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Awkward This work has been published in the Teen Ink monthly print magazine.

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What can transform a teen from an unknown freshman to the most talked about girl in school? Try a mistaken suicide attempt, a revealing blog, and drama with two of the school's most popular boys. If you think your life is rough, turn on MTV and watch these marvelous misadventures.

“Awkward” is the appropriately titled show focused on today's teens. Taking place in Palos Verdes, California, the story follows the characters from school to home to a party with a jacuzzi that gives the attendees pink eye. The plot is highly relatable, with characters making spontaneous decisions, much like real teens do.

Jenna Hamilton (Ashley Rickards) is at summer camp, hoping to make the sensuous Matty McKibben (Beau Mirchoff) her boyfriend. But her victory in love is corrupted when she returns to school. Jenna receives an anonymous “carefrontation letter” pointing out her flaws and becomes known for a mistaken suicide attempt.

Beyond the hurtful letter and the embarrassment of attending school with a neck brace and cast, Jenna's love life is in turmoil. After Matty ignores her, Jake Rosati (Brett Davern), the smart class president, comes into the picture. Jenna is tossed between the two relationships, leaving her romantically befuddled. What's worse is that Jake and Matty are best friends, and the love triangle interferes with their friendship.

Jenna represents the average teenager – not the beauty queen or nerd, but the girl who can't always decide on things. Matty and Jake are both popular, but Jake has an easier time expressing his feelings than Matty. Both mean well, but Matty comes off as arrogant and Jake as sweet. The plot is constantly moving, and the individual subplots surrounding Jenna's ultimate decision (Team Matty or Team Jake?) always hold the viewer's attention.

Jenna doesn't endure the hardships of high school alone. The supporting cast is outstanding, and they contribute to the “it” factor of the show. The spunky Tamara (Jillian Rose Reed) is Jenna's faithful friend who gives advice when she has boyfriend problems. She comes up with funny catch phrases such as “big fail Mary” and “shame spiral.” Ming (Jessica Lu), Jenna's other friend, is caring and tries to help, though she can't hang out as often because of strict parents. When she does, though, she parties hard, including getting drunk. Sadie Saxton (Molly Tarlov) is the school's insecure mean girl who will take every opportunity to insult Jenna. She is delightfully rude with her sarcastic tagline when she tells you the brutal truth: “You're welcome.”

The adults have somewhat unrealistic personalities, but that adds to the humor. Jenna's mom, Lacey (Nikki Deloach), acts more like a friend than a parent. She often confuses Jenna with her own marital problems. But underneath her desire for material possessions, she truly cares for her only daughter. Perhaps the zaniest character of all is Val (Desi Lydic), the guidance counselor, who shells out her own problems during sessions with Jenna.

The witty, cleverly written script not only depicts realistic situations, but mirrors viewers' lives, too. The narration makes the show unique. The audience doesn't simply watch the show; they live it. If Jenna gets a snotty remark thrown at her by Sadie, she'll pause for a moment of inner commentary, complete with thoughtful facial expressions. Her reasoning is revealed, and that makes it feel as if you're Jenna's best friend too. In addition, she writes her feelings in a blog and uses social networks to confirm that she is “in a relationship” at one point.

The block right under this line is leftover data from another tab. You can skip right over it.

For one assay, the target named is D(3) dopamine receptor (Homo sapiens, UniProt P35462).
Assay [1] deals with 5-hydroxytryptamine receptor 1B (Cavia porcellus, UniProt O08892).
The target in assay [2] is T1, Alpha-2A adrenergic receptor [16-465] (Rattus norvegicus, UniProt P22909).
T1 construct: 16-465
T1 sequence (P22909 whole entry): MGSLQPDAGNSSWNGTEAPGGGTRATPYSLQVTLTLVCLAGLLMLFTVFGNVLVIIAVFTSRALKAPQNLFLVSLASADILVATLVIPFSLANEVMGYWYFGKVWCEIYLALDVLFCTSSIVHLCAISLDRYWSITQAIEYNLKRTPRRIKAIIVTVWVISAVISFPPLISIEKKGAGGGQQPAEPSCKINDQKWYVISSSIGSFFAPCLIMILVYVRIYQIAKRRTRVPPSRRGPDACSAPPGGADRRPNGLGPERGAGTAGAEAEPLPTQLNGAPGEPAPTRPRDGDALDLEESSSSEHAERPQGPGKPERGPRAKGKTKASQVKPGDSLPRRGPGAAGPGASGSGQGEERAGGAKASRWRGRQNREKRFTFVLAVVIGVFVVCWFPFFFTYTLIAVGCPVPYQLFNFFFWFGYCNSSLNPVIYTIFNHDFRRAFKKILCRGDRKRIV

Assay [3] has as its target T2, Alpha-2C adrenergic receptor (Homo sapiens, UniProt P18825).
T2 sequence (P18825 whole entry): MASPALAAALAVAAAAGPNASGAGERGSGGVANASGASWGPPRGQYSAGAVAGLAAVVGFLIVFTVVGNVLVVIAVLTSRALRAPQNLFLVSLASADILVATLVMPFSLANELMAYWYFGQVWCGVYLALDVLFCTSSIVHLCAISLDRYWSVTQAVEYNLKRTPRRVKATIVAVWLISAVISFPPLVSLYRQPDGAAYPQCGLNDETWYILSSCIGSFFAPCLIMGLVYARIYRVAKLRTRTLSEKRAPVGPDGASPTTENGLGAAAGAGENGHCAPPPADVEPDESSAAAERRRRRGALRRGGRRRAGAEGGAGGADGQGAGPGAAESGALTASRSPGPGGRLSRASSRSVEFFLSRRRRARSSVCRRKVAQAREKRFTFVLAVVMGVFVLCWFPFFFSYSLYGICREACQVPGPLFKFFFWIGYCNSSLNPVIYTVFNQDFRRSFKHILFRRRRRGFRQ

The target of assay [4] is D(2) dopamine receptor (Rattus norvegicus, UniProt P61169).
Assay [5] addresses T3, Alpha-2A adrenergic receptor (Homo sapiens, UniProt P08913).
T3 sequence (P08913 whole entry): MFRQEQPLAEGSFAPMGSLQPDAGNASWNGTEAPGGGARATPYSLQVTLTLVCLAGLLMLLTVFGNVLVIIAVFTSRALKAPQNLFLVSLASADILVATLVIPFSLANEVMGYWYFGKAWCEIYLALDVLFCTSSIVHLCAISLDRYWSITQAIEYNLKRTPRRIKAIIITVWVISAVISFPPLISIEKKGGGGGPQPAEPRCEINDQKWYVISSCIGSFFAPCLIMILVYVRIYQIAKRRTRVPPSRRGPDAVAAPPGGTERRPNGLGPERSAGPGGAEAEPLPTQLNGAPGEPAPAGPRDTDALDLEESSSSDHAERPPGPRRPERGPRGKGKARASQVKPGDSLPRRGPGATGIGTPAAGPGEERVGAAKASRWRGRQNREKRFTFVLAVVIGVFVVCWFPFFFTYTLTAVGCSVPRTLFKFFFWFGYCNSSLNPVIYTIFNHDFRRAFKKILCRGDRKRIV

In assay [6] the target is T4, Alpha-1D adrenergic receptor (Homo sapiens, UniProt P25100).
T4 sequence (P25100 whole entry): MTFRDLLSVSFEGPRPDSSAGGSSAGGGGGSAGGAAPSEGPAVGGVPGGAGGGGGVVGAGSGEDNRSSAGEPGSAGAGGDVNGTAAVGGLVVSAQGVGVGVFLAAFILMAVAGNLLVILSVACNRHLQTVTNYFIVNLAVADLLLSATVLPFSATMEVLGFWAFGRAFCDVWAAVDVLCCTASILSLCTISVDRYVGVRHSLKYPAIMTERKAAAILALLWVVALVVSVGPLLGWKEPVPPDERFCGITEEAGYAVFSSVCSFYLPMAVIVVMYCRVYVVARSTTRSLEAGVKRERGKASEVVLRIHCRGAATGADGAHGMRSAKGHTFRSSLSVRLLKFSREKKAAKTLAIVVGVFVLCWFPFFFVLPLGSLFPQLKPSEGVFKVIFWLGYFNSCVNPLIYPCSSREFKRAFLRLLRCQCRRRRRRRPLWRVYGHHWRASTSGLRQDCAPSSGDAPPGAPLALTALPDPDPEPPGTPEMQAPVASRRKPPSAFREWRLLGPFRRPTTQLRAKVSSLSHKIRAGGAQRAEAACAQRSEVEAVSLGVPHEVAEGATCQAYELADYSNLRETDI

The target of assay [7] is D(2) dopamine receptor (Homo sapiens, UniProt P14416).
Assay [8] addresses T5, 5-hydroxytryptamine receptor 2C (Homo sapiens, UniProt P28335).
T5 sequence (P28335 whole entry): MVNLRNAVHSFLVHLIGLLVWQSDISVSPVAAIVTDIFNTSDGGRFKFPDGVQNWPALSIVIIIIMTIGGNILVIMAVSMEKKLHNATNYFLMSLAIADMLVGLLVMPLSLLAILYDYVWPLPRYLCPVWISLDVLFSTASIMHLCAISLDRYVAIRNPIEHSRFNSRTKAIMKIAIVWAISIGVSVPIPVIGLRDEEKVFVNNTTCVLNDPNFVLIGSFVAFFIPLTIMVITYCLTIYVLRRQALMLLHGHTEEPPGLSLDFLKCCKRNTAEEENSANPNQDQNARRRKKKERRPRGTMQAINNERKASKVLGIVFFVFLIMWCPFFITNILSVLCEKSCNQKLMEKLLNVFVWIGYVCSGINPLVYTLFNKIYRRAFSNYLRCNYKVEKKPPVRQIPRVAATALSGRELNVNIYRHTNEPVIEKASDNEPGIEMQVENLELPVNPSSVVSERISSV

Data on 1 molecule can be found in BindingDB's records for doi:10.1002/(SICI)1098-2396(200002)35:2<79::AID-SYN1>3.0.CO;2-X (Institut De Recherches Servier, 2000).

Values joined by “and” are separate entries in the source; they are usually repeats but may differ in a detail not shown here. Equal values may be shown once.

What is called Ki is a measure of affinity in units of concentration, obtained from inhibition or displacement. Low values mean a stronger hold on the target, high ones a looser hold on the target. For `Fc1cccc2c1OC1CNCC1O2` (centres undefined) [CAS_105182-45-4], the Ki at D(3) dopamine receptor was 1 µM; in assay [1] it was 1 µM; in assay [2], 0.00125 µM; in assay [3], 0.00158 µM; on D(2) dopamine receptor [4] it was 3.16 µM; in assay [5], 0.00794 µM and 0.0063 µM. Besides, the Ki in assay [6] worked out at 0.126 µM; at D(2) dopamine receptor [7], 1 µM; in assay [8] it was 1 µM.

The story holds a message: be yourself and do what you feel is right. The show captures the element of being a teenage girl while still appealing to viewers of both genders.

“Awkward” will leave you feeling sorry for Jenna but at the same time laughing because something similar may have happened to you last week. Catching the basic elements of teenagers, the strong characters and dialogue of “Awkward” will have you chuckling, and at the same time, you'll feel like your heart is breaking.

This work has been published in the Teen Ink monthly print magazine. This piece has been published in Teen Ink’s monthly print magazine.





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This article has 6 comments. Post your own!

CaitlinB said...
Oct. 22, 2012 at 7:58 pm:
Pretend I said that very emotionally.
 
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Vagabond said...
Oct. 22, 2012 at 1:55 am:
LOVED THE REVIEW...I WILL TRY IT!
MIND CHECKING MY REVIEW AND ARTICLES? THANKS!  
 
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CaitlinB said...
Oct. 21, 2012 at 7:51 am:
That was a very emotional piece of writing.  You couldn't have done better...
 
Madison F. This work has been published in the Teen Ink monthly print magazine. replied...
Oct. 21, 2012 at 9:27 am :
Thanks, I appreciate that!
 
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thefionna13 said...
Oct. 20, 2012 at 8:11 pm:
that was beautiful c':
 
Madison F. This work has been published in the Teen Ink monthly print magazine. replied...
Oct. 20, 2012 at 8:33 pm :
You're too kind.
 
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